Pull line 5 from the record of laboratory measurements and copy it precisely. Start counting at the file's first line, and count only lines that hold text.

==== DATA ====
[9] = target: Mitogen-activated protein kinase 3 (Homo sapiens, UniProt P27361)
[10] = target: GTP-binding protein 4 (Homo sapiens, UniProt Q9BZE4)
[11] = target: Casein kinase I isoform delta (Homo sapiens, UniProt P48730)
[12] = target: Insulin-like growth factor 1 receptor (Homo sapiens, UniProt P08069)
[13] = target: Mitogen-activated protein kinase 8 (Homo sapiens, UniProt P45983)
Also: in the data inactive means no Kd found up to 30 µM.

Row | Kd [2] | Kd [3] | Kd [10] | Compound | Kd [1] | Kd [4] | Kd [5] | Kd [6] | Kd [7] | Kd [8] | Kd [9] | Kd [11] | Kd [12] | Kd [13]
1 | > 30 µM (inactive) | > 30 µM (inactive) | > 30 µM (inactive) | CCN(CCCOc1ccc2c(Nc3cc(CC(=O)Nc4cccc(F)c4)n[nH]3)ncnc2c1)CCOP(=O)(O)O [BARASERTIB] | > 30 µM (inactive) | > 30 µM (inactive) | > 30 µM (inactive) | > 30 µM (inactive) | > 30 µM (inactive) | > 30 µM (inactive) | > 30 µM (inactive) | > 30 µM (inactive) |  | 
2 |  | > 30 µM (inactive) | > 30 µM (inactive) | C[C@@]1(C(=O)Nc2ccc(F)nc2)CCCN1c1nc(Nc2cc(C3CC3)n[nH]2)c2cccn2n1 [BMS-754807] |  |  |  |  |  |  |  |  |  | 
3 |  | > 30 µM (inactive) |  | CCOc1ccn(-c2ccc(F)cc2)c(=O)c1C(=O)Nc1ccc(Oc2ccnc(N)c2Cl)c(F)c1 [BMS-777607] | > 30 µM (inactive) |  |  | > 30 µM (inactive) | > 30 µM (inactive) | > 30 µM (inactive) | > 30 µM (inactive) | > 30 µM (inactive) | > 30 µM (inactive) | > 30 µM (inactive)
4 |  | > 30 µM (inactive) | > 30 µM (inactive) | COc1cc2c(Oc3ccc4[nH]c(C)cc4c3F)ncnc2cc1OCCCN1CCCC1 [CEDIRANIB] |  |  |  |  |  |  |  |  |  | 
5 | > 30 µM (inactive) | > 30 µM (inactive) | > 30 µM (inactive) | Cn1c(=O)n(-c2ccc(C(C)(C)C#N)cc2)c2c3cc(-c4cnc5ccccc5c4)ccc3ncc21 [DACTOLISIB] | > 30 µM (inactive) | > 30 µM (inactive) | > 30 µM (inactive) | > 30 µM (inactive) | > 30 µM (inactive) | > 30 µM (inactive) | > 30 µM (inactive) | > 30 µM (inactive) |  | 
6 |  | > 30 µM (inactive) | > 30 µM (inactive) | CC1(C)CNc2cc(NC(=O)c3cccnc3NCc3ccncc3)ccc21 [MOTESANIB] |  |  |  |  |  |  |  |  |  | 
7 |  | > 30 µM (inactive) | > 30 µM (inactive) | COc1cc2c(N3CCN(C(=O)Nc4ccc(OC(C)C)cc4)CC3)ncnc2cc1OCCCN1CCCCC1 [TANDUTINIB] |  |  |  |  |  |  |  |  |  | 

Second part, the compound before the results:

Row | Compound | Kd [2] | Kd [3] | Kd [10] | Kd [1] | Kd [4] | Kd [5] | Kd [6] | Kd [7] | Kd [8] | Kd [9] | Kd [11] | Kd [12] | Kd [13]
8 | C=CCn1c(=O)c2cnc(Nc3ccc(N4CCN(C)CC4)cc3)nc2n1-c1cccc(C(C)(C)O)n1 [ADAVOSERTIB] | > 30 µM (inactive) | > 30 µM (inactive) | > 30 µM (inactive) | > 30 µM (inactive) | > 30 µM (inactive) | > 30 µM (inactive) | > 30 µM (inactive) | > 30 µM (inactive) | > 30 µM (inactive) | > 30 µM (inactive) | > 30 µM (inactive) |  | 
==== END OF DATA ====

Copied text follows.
[13] = target: Mitogen-activated protein kinase 8 (Homo sapiens, UniProt P45983)